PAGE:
In BriefBill Gates endorses the use of CRISPR in combatting malaria, a disease that affects more than 200 million people yearly.
Scientists have already started creating genetically modified mosquitoes that are either infertile or resistant to the malaria parasite using CRISPR, a powerful and controversial gene-editing tool. Recently though, Bill Gates spoke up, endorsing the use of CRISPR, to create malaria-resistant mosquitoes.
CRISPR effectively identifies and snips out the naturally occurring form of DNA when it appears in offspring, thus promising to rapidly spread malaria-resistance through mosquito populations.
“Gene drives, I do think, over the next three to five years will be developed in a form that will be extremely beneficial,” Gates said in the interview, ahead of speaking at the American Society for Microbiology conference in Boston. “Of course, that makes it a key tool to reduce malaria deaths.”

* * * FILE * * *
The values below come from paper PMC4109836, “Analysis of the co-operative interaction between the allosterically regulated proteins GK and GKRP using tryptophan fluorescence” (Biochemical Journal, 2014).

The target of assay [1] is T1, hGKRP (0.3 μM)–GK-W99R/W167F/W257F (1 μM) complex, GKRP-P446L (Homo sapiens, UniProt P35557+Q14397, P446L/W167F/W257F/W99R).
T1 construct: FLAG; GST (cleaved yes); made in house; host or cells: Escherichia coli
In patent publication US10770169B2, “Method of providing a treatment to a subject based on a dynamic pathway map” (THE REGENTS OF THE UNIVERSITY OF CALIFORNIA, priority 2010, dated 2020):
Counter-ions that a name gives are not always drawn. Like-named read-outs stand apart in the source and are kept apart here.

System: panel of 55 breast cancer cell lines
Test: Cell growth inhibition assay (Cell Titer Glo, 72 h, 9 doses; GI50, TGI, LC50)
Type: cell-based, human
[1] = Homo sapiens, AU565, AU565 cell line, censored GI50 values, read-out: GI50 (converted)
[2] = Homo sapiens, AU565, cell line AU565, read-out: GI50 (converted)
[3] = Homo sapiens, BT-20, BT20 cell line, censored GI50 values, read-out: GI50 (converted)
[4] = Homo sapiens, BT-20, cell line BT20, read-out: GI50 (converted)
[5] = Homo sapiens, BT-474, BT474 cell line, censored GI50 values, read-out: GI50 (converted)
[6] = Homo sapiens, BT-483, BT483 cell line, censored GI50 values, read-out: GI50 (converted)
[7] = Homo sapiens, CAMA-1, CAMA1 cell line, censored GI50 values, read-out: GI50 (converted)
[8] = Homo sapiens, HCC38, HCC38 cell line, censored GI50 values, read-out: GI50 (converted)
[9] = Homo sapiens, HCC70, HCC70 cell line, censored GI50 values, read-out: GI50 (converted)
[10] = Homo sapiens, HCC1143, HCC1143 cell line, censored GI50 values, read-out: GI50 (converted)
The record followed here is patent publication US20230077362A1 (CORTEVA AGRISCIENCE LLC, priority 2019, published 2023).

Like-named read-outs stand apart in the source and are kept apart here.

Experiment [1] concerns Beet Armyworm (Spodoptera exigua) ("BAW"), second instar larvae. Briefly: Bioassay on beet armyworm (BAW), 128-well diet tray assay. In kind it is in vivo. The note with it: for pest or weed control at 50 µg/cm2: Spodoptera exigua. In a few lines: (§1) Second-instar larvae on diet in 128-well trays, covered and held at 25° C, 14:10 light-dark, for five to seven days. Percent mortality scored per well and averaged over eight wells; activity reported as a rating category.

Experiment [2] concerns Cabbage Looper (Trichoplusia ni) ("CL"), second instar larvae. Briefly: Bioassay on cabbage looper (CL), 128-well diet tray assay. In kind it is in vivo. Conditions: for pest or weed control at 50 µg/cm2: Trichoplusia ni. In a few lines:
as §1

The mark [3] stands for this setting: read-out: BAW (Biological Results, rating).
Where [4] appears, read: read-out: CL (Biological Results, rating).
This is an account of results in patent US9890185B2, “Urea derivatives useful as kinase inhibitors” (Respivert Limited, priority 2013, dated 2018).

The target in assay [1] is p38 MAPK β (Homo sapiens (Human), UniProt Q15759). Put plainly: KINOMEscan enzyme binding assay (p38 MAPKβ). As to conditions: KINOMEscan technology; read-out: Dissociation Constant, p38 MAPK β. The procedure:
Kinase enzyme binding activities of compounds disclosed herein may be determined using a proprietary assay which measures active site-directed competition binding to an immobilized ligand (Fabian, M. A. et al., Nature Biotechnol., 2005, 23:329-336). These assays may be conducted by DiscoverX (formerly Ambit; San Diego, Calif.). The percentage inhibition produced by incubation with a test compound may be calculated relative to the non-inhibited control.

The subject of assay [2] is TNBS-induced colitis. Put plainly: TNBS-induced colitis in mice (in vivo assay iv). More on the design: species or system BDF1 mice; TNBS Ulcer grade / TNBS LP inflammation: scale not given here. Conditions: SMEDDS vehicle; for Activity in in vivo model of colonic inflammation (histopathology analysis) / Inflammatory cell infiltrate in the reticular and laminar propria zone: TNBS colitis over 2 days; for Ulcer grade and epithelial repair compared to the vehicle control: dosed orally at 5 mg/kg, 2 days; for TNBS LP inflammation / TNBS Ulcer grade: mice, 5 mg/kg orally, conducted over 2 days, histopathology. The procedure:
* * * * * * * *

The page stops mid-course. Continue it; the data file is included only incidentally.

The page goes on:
Malaria affects more than 200 million people each year and kills nearly 500,000, most of whom are children, according to the World Health Organization. The Bill and Melinda Gates Foundation is a staunch supporter in the fight against malaria, even giving out a $150 million grant in 2014 to develop vaccines.
Although Gates is endorsing the use of CRISPR, the tool still raises ethical issues in the scientific community. For one, editing genes could result in unexpected side effects on the species. Because of the editing, a ripple effect could occur through the populations and their ecosystems. Also, people generally get scared whenever they hear the words “genetically modified.”
Policy makers and a number of scientists are trying to regulate the use of CRISPR. They assert that safeguards for this technology must be pioneered in order to limit the spread of it outside of the lab, and that a public dialogue is needed before any gene-editing experiment could begin.